If the boiler fuel is gas, the gas meter should be clocked using a stopwatch (when only the boiler is operating) to determine if the boiler input is correct. For oil-fired equipment, the nozzle flow rate and angle should be verified and the oil pump pressure measured to confirm the correct input.

In a tune-up beyond the basic, the primary objective is to reduce excess air to the minimum, while leaving a safety margin to prevent incomplete combustion. A flue gas analysis test to assess the combustion efficiency and fuel-air ratio should be done initially to determine whether the boiler is a good candidate for a high-efficiency tune-up, and then repeated throughout the tune-up to guide the adjustment process.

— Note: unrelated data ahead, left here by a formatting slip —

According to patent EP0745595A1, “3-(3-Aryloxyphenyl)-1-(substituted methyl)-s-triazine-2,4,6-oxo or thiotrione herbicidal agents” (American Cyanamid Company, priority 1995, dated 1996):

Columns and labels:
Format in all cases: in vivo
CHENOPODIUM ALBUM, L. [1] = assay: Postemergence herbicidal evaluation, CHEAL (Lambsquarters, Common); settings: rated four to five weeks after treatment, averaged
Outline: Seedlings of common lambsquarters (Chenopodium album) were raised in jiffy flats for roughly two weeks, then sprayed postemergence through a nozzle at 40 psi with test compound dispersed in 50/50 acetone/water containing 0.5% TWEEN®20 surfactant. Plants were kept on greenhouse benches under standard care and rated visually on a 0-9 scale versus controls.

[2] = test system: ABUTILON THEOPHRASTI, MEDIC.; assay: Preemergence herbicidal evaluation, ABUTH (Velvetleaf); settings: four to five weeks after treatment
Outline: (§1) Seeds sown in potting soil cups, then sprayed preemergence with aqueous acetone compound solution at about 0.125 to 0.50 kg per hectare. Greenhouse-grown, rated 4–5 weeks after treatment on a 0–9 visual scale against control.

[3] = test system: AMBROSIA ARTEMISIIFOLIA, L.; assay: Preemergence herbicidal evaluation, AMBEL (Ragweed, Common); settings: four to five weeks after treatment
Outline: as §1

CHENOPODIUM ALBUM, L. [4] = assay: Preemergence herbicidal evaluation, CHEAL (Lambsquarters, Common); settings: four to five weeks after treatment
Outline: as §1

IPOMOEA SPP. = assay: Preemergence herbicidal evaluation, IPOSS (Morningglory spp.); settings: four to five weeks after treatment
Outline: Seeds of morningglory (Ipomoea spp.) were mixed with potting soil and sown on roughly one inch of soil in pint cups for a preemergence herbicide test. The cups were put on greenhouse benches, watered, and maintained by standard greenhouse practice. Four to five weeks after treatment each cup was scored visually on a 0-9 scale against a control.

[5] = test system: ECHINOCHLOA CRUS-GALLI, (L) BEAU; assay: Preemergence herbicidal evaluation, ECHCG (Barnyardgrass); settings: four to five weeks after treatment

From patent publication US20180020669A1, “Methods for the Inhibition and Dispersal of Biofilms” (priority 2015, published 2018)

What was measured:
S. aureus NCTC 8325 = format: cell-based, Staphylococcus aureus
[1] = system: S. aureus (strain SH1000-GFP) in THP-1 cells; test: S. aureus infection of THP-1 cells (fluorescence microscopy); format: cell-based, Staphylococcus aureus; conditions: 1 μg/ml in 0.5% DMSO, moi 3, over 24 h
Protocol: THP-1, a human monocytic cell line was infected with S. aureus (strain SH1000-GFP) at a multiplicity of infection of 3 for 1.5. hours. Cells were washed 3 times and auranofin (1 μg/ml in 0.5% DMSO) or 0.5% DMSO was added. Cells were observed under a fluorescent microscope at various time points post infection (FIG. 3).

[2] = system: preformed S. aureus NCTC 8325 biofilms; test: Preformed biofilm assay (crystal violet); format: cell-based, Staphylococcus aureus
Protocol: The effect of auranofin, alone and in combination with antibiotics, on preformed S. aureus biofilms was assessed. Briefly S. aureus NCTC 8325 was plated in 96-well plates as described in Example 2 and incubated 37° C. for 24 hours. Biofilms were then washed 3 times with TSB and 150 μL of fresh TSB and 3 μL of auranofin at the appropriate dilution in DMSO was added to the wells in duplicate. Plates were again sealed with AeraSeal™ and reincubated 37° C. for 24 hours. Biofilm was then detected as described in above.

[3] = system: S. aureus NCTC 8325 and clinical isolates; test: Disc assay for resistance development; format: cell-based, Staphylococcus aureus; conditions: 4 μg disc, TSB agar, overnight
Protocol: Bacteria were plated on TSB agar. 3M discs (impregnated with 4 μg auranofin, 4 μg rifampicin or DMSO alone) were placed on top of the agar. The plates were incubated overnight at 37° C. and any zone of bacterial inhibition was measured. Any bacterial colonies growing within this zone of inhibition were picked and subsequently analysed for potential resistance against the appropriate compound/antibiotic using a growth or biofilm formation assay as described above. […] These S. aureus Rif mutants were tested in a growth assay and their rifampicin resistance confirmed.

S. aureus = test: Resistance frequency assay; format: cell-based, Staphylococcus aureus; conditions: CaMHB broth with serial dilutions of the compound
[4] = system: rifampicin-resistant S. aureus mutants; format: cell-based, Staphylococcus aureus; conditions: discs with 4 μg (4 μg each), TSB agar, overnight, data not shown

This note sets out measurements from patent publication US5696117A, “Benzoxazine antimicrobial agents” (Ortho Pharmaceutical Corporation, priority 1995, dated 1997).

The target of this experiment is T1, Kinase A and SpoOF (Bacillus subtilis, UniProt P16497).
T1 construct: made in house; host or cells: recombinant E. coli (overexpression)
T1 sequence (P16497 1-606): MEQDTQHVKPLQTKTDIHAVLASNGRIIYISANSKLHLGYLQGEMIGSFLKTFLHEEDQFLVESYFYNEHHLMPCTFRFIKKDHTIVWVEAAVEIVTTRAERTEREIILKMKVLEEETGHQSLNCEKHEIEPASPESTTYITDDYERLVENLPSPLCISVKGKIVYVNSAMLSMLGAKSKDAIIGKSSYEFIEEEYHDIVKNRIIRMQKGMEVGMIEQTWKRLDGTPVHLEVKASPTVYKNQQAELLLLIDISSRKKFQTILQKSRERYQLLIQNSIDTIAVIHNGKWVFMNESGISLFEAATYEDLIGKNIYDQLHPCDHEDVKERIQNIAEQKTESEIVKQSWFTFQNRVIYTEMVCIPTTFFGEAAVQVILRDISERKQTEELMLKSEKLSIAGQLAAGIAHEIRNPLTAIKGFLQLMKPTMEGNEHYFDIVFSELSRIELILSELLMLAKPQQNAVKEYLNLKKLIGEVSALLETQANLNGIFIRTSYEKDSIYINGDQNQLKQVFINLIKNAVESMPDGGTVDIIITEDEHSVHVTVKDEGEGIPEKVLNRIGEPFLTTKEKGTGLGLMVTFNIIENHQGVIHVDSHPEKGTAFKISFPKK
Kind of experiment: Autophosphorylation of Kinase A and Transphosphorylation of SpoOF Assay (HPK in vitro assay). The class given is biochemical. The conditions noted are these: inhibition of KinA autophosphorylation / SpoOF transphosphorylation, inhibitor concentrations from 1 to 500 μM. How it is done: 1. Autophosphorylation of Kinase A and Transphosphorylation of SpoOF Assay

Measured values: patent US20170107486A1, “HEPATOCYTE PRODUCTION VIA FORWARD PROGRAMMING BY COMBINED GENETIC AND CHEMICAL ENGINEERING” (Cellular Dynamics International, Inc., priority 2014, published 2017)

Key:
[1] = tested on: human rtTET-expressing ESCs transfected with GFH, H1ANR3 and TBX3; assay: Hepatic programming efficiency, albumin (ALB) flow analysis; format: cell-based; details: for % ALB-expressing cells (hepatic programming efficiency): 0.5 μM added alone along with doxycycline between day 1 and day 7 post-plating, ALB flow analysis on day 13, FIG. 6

The best candidates for tune-ups are boilers with coal-to-gas conversion burners (Figure 1, Table 2 ). Oil conversion burners are also good candidates. High-efficiency tune-ups on dual fuel burners usually do not improve efficiency much because the efficient operation for one fuel often compromises the limits of safe operation for the other fuel.

Figure 2: This example of a reset control (lower device) shows a separate cutout (upper device).

However, a tune-up should be considered on dual fuel burners if the combustion analysis on the gas-side indicates high-O2and stack temperature readings ( Table 2 ). Boilers that have power burners also should be considered for tune-ups if they meet the same criteria as for dual fuel burners.

Packaged, gas-designed boilers with atmospheric burners generally do not make good tune-up candidates because modifications are often limited by code requirements and the physical characteristics of the equipment. One exception might be when the boiler is considerably under-fired. In that case, up-rating to the input on the boiler nameplate is recommended.